# Why does Lorenz gauge condition $\partial_\mu A^\mu =0$ pick exactly one configuration from each gauge equivalence class?

For a vector field $$A_\mu$$, there are infinitely many configurations that describe the same physical situation. This is a result of our gauge freedom $$A_\mu (x_\mu) \to A'_\mu \equiv A_\mu (x_\mu) + \partial_\mu \eta(x_\mu ),$$ where $$\eta (x_\mu)$$ is an arbitrary scalar function.

Therefore, each physical situation can be described by an equivalence class of configurations. All members within a given equivalence class are related by a gauge transformation. Configurations in different equivalence classes describe physically distinct situations and therefore are not related by gauge transformations.

To fix the gauge, we need to pick exactly one member from each such equivalence class. A popular way to accomplish this is by demanding $$$$\partial_\mu A^\mu =0 \, .$$$$ Apparently this works because there is only exactly one member in each equivalence class that fulfills this additional condition. How can this be shown and understood?

The Lorenz gauge condition does not fix the gauge completely.

Let $$A^\mu$$ be a field satisfying the Lorenz gauge condition $$\partial_\mu A^\mu = 0$$. Given a scalar function $$f$$, let $$B^\mu = A^\mu + \partial^\mu f$$. $$B^\mu$$ can also satisfy the Lorenz gauge condition if

$$\partial_\mu B^\mu = \partial_\mu\partial^\mu f = 0,$$ i.e. if $$f$$ is the Minkowski space equivalent of a harmonic function. Therefore it is not true that the condition picks exactly one function per gauge-equivalence class. In each class, there is a whole (non-trivial) vector space of functions satisfying the Lorenz gauge.

• +1, although $\partial_\mu \partial^\mu f = 0$ isn't the usual definition of harmonic function, but instead $\partial_i \partial^i f = 0$, where $\partial_i \partial^i$ represents the (definite-signature) Laplacian operator. – tparker Sep 27 '19 at 15:46
• thanks @tparker, I edited the answer (feel free to improve the wording) – fqq Sep 27 '19 at 17:07
• @tparker Not really. $\partial_\mu\partial^\mu f=0$ is the usual definition of a harmonic function. A harmonic function is one such that $\Delta=0$, for whatever $\Delta$ you are working with. In particular, for a metric $\eta_{\mu\nu}$, $\Delta=\partial_\mu \partial^\mu$. The metric being positive definite is not a standard requirement in the definition of harmonic. – AccidentalFourierTransform Sep 28 '19 at 12:14
• @AccidentalFourierTransform Wikipedia, Mathworld, the Encyclopedia of Math, Encyclopedia Britannica, Axler Bourdon and Ramey's "Harmonic Function Theory", Gamelin's "Complex Analysis", and everyone whom I've ever heard use the term all define a "harmonic function" as obeying Laplace's equation with the Euclidean metric. I think that generalizing it to include any function annihilated by the Laplace-Beltrami operator is nonstandard usage. – tparker Sep 28 '19 at 14:18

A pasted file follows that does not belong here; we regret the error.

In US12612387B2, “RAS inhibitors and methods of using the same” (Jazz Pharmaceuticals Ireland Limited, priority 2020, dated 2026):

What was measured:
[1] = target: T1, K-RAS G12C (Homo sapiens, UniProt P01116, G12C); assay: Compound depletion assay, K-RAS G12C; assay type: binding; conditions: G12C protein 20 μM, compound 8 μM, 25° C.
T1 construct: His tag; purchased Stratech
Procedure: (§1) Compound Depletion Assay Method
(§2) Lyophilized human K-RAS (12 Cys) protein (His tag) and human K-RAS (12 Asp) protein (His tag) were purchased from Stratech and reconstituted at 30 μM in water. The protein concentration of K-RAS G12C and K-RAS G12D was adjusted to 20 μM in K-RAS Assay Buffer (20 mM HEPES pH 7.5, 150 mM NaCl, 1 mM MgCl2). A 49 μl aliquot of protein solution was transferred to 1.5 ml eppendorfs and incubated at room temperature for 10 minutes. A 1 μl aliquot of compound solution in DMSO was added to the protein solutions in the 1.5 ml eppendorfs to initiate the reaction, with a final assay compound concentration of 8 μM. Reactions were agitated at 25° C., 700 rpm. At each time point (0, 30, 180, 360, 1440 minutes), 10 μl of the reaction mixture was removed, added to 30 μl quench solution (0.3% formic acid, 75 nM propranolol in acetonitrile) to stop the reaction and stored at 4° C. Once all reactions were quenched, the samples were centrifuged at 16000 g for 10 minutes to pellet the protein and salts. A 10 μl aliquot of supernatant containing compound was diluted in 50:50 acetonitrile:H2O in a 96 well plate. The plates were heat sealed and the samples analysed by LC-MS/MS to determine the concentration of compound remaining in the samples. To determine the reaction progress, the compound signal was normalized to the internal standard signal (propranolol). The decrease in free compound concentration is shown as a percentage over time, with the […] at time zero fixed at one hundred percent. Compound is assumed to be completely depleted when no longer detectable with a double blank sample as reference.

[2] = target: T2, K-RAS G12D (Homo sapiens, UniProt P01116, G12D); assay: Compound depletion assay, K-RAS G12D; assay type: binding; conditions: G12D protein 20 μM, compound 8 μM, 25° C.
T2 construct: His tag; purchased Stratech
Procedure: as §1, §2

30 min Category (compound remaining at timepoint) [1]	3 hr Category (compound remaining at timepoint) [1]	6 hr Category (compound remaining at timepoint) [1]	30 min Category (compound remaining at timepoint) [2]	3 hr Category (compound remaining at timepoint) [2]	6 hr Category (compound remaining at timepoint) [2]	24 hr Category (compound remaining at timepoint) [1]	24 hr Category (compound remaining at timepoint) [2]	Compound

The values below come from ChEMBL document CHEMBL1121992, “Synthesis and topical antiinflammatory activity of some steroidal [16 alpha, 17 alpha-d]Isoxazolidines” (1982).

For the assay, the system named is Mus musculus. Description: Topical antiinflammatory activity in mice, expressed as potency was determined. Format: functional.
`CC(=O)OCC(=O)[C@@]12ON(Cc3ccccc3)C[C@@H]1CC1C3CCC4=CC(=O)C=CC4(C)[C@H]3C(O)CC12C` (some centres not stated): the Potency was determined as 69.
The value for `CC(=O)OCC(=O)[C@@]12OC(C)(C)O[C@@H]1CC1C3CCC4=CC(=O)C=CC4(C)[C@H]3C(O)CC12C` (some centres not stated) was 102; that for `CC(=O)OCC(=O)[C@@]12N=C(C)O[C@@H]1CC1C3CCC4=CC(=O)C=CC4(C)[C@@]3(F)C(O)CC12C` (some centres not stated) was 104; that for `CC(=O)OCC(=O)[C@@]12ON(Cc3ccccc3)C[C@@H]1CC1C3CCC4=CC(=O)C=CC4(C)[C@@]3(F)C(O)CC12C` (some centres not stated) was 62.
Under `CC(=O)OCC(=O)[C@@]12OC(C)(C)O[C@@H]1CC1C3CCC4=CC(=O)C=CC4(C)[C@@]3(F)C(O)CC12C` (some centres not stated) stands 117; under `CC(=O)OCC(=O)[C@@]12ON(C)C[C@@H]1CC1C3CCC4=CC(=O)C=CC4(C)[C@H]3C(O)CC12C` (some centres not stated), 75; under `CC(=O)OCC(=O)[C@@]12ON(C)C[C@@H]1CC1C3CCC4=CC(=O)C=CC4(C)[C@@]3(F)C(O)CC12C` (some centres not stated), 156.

• @AccidentalFourierTransform Some sources give an "equivalent definition" of a harmonic function that at every point the function attains its average value over any hypersphere centered at that point, which implicitly assumes Euclidean space (or at least a Riemannian manifold). – tparker Sep 28 '19 at 14:23

There isn't exactly true: the condition you state doesn't uniquely fixes the vector potential, in fact you have what's called residual gauge freedom, which means that with the condition $$\partial_\mu A^\mu = 0$$ you haven't completely fixed the gauge. Let's prove this.

Suppose you have $$A^\mu$$ such that $$\partial_\mu A^\mu=0$$ then you have infinite Vector potentials which satisfy that relationship and are related by the following gauge transformation: $$A^\mu \rightarrow {A'}^\mu = A^\mu + \partial^\mu \theta$$. Where $$\theta$$ is an armonic function, that is it satisfies $$\Box \theta = \partial_\mu \partial ^\mu \theta=0$$

Therefore you can see that the potential $$A'$$ satisfies your gauge fixing condition.

As the other answers point out, Lorentz gauge is actually just a partial gauge fixing that leaves residual degrees of freedom. The remaining gauge freedom is what is known as a Gribov ambiguity. To fully specify a gauge, you need to additionally specify enough boundary conditions to fix a particular solution to the wave equation for your transition function $$\eta$$. For example, if all the sources vanish sufficiently far back in the past, then the usual causal formula for the gauge field in terms of retarded potentials sourced by sources on the past light cone comes from the additional gauge-fixing condition that the gauge field also vanish sufficiently far back in the past.

The wave equation, $$\partial_\mu \partial^\mu A^\nu = - j^\nu/ \epsilon_0$$ for the potential implies a unique , bijective relation between source and potential. The source term is restricted to be conserved. The image of this is a relation between the field components, the Lorenz condition. The Gribov ambiguity is dealt with by requiring that the potential of a source element is zero outside its light cone. I published this in a peer reviewed journal and the paper can also be found at https://arxiv.org/abs/physics/0106078.